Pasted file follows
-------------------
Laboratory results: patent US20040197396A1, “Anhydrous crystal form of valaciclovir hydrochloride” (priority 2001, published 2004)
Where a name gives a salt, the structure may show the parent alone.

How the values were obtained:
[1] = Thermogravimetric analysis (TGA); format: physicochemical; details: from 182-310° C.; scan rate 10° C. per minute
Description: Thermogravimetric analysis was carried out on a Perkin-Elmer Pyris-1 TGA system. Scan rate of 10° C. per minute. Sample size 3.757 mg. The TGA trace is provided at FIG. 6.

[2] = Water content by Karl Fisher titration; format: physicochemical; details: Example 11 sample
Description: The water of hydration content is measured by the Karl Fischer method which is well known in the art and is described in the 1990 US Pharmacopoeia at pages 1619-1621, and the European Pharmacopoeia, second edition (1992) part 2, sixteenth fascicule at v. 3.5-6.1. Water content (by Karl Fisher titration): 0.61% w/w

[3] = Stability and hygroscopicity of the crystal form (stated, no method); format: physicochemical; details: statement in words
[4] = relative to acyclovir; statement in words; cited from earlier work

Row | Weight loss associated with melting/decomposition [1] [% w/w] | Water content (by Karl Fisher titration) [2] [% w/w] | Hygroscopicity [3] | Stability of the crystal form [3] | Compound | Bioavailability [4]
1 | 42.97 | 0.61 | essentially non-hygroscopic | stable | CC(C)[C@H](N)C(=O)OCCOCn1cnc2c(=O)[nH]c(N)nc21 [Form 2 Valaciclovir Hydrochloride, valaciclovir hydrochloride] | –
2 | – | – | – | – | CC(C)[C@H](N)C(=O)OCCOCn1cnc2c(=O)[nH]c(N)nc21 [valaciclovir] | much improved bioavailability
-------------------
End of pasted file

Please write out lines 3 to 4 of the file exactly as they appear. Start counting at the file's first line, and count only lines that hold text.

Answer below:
How the values were obtained:
[1] = Thermogravimetric analysis (TGA); format: physicochemical; details: from 182-310° C.; scan rate 10° C. per minute